These polling results and the party’s loss of two failed leaders in quick succession means that the imperative in the current leadership is to redefine the party and broaden its base in today’s competitive political landscape. Conservatives appear to be ready for a battle with the Liberals on bread-and-butter issues. Abacus found that: “More than anything else, today’s Conservative voters want a leader focused on economics: the cost of living, economic growth and taxes and spending…. Conservatives can build a bigger coalition by focusing on conservative economic ideas.” Getting from here to there requires navigating some challenging shoals.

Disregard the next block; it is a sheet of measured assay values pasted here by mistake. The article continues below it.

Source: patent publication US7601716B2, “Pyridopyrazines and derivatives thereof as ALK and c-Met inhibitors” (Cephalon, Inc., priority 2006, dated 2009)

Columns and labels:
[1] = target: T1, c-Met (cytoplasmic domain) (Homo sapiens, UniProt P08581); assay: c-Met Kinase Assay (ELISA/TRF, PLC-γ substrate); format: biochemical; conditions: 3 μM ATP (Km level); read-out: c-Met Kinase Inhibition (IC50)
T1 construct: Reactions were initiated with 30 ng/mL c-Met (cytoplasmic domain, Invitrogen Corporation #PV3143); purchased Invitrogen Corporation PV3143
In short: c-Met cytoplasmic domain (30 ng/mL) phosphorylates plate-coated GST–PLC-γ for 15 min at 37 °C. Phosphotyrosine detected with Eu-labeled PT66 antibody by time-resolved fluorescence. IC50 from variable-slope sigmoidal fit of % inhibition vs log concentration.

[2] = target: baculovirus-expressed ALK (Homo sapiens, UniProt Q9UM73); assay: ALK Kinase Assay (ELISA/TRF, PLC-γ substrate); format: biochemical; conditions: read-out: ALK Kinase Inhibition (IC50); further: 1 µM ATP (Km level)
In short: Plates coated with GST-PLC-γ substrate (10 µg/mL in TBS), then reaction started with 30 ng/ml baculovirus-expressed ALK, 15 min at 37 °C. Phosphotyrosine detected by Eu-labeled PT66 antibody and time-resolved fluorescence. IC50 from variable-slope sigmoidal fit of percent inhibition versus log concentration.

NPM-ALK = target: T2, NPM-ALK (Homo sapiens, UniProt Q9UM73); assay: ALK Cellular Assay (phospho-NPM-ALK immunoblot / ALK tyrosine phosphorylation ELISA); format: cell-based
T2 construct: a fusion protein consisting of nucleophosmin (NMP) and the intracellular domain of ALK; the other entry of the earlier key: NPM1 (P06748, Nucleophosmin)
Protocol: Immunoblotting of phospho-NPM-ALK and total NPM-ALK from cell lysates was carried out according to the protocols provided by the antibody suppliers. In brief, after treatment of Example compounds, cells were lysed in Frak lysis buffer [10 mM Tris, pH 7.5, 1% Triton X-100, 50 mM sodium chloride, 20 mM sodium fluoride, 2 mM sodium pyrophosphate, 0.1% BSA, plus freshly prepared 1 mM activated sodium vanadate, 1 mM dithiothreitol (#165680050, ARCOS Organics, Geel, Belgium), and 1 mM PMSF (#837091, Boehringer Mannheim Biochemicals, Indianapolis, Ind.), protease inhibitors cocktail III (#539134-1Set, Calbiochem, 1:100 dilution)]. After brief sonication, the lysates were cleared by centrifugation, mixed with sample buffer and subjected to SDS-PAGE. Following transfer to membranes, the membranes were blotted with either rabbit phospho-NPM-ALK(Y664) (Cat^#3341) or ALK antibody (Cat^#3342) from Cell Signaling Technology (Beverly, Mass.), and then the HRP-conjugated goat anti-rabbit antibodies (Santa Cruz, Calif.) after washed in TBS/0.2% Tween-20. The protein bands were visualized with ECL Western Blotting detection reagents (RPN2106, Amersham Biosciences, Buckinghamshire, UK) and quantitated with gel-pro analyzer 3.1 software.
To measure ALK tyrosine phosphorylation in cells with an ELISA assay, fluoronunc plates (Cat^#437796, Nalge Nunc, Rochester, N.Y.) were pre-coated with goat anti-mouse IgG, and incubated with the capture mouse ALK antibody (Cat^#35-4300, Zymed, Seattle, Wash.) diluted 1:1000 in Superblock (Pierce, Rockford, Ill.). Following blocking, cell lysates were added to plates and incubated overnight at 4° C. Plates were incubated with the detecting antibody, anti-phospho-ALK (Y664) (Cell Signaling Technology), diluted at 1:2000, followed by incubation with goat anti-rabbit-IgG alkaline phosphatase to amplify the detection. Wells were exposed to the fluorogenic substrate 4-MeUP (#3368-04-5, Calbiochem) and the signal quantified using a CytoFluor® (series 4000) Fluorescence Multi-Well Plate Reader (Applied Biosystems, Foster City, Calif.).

Unfortunately, Conservatives tend to play “zero sum” games with each other over ideological purity when they are choosing leaders. The leadership race that elected Erin O’Toole wasted a lot of time battling over which contestant was “True Blue,” a proxy battle over who was authentically left or right. This totally missed the point that Canadians fed up with the Liberals just wanted to see a credible and comprehensive alternate platform.

In the early days of the current contest, this search for partisan purity is on again, with the Poilievre forces attacking Charest for being a Liberal. This divisiveness is distinctly self-defeating for the Conservatives; if they believe they can win government without the support of “blue Liberals,” they are living in an alternate reality.